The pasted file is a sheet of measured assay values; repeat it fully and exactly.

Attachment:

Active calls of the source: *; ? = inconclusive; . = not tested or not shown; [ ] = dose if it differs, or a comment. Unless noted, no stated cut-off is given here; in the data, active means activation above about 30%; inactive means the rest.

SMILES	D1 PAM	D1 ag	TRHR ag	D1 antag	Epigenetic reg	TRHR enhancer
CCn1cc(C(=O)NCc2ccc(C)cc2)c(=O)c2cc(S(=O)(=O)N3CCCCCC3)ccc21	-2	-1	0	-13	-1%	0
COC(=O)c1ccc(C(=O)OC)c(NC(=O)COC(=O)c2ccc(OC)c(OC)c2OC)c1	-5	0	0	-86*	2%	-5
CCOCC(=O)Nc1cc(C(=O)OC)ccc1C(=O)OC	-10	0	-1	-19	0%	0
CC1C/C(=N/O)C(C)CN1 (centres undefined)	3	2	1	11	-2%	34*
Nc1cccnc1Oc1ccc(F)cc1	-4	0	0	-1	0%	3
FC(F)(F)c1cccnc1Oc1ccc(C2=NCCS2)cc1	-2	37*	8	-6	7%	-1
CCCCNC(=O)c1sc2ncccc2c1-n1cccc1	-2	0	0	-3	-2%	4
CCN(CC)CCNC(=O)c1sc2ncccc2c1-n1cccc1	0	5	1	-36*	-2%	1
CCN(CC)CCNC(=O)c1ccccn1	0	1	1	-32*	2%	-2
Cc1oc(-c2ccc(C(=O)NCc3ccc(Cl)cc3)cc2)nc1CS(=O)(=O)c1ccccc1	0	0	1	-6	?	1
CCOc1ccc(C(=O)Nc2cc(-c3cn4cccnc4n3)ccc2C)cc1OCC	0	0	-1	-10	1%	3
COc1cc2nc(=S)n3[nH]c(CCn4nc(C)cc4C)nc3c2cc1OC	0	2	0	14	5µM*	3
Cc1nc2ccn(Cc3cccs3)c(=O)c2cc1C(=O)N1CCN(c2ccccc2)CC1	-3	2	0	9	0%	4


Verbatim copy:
Active calls of the source: *; ? = inconclusive; . = not tested or not shown; [ ] = dose if it differs, or a comment. Unless noted, no stated cut-off is given here; in the data, active means activation above about 30%; inactive means the rest.

SMILES	D1 PAM	D1 ag	TRHR ag	D1 antag	Epigenetic reg	TRHR enhancer
CCn1cc(C(=O)NCc2ccc(C)cc2)c(=O)c2cc(S(=O)(=O)N3CCCCCC3)ccc21	-2	-1	0	-13	-1%	0
COC(=O)c1ccc(C(=O)OC)c(NC(=O)COC(=O)c2ccc(OC)c(OC)c2OC)c1	-5	0	0	-86*	2%	-5
CCOCC(=O)Nc1cc(C(=O)OC)ccc1C(=O)OC	-10	0	-1	-19	0%	0
CC1C/C(=N/O)C(C)CN1 (centres undefined)	3	2	1	11	-2%	34*
Nc1cccnc1Oc1ccc(F)cc1	-4	0	0	-1	0%	3
FC(F)(F)c1cccnc1Oc1ccc(C2=NCCS2)cc1	-2	37*	8	-6	7%	-1
CCCCNC(=O)c1sc2ncccc2c1-n1cccc1	-2	0	0	-3	-2%	4
CCN(CC)CCNC(=O)c1sc2ncccc2c1-n1cccc1	0	5	1	-36*	-2%	1
CCN(CC)CCNC(=O)c1ccccn1	0	1	1	-32*	2%	-2
Cc1oc(-c2ccc(C(=O)NCc3ccc(Cl)cc3)cc2)nc1CS(=O)(=O)c1ccccc1	0	0	1	-6	?	1
CCOc1ccc(C(=O)Nc2cc(-c3cn4cccnc4n3)ccc2C)cc1OCC	0	0	-1	-10	1%	3
COc1cc2nc(=S)n3[nH]c(CCn4nc(C)cc4C)nc3c2cc1OC	0	2	0	14	5µM*	3
Cc1nc2ccn(Cc3cccs3)c(=O)c2cc1C(=O)N1CCN(c2ccccc2)CC1	-3	2	0	9	0%	4